There’s no use pulling a price out of thin air just to sell your art, only to find out you’ve made pennies per hour when you do the calculations. But again, that hourly wage must be based on your experience and your market too.
Try not to let emotions rule your pricing
Easier said than done, am I right? It’s difficult to figure out how to price your art when you’ve poured everything into a piece and you feel particularly attached to it. It can feel like putting a price on one of your children!
With all of your time and creative energy invested into your work, it’s only natural to feel proud of what you’ve accomplished. And why shouldn’t you?
But emotion-based pricing based on personal value likely won’t do you any favors. When pricing your art you need to look at your work a little more objectively. Consider the physical attributes, not the subjective qualities.
And if a certain piece feels incredibly meaningful to you? Consider not selling it at all! Instead keep it for your personal collection.
Have consistent pricing no matter where you sell your art
If your work is selling in a gallery for one price and you’re selling art from your studio cheaper, you could land yourself in some hot water. Galleries don’t take kindly to learning that you’re selling elsewhere at a cheaper price. They could even drop you for it.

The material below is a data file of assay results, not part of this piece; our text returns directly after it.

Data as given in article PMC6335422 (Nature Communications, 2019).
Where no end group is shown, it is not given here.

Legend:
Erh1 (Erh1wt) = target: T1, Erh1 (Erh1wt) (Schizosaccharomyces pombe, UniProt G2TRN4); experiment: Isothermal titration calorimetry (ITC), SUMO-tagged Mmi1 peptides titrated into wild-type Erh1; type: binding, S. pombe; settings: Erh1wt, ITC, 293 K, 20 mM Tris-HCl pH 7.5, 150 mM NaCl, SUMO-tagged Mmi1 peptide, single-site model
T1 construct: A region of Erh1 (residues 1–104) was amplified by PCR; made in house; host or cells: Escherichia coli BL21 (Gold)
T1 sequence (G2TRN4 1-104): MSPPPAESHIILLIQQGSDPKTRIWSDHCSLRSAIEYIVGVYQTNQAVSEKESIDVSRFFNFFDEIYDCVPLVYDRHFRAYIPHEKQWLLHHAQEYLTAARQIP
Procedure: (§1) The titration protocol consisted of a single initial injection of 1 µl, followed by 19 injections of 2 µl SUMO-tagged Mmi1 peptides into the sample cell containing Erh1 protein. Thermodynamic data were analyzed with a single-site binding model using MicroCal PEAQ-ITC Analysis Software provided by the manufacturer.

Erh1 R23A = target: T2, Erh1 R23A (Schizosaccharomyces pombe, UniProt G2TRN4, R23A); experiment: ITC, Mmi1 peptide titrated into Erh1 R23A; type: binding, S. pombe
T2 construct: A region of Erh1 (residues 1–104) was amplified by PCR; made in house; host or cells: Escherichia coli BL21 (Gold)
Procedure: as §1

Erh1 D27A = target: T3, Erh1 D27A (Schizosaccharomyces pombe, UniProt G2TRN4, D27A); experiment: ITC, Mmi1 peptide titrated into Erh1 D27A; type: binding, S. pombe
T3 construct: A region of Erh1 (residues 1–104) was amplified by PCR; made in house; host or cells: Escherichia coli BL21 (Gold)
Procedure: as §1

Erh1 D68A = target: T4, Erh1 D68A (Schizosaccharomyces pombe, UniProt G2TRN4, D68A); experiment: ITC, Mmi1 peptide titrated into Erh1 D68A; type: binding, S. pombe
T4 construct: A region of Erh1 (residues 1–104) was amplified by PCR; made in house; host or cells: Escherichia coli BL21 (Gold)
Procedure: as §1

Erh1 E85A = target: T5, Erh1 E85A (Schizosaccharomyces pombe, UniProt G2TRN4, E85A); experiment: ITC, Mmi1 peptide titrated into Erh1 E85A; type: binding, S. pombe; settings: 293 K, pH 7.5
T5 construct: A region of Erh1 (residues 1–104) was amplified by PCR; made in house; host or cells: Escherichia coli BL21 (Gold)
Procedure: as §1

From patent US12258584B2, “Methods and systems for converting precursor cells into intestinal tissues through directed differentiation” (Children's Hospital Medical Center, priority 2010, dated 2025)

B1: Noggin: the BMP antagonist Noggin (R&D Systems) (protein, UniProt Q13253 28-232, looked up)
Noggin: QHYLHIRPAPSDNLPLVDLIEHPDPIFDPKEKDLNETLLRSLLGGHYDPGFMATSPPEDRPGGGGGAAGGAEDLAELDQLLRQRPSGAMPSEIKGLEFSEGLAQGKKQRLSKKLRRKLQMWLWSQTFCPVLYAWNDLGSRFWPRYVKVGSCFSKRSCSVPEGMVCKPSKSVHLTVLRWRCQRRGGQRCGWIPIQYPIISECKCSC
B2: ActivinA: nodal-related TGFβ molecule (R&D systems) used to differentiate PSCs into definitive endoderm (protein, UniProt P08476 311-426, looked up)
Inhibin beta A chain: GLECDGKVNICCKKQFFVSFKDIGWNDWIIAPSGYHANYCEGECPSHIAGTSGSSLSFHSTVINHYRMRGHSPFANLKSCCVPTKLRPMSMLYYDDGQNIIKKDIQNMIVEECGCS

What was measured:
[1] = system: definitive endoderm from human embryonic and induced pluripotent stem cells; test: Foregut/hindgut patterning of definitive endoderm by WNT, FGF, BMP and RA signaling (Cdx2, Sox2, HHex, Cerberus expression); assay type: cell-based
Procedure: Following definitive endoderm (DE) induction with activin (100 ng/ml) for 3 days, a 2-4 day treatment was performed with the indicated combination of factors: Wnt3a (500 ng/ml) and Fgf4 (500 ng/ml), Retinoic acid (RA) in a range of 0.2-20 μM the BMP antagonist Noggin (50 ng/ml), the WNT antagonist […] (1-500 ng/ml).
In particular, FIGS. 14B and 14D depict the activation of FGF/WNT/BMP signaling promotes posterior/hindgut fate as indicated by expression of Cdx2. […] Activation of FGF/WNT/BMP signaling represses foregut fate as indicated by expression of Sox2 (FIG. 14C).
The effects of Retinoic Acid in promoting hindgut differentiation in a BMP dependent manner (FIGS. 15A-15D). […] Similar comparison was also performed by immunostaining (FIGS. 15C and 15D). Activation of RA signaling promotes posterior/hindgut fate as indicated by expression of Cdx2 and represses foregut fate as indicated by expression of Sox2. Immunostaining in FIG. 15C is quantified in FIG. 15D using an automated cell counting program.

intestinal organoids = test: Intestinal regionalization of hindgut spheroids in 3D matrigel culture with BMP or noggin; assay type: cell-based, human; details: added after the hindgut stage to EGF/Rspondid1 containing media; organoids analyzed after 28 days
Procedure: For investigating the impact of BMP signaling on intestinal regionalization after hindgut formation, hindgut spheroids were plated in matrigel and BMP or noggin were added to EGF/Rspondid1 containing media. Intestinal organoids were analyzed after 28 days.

Worse still, if word gets out to other galleries they may feel less inclined to show your work. Reputation matters.
It’s best to have consistent pricing no matter where you’re selling your art. This way buyers can purchase wherever they wish, and you’ll maintain positive relationships with the galleries you partner with.
Be confident when stating your art price and stand by it
It doesn’t matter if you’re brand new to the marketplace or a seasoned professional, you want to have confidence in your art prices. If you’re not confident, potential buyers will sense that pretty quickly. And for the love of all things beautiful, never ask a client what they want to pay. This is your job, not theirs.
Lowering your prices just to get a sale may leave you feeling resentful, especially when you know deep down that your art is worth more.
But when you take the time to learn how to price your art fairly, you’ll be able to back your prices more confidently.
Staying firm and confident in your pricing will help you bring home the compensation you deserve.
Other things to keep in mind
There are people out there who absolutely adore your work but simply can’t afford to buy it. It’s worth having some more affordable options for those on a budget. Consider selling smaller paintings or prints of your work as a budget friendly option.
You never know who might turn out to be your biggest fan. So the more art you sell, the more chances new people have to see it. Getting your work and your name out there will only lead to increased exposure and hopefully an increase in sales too!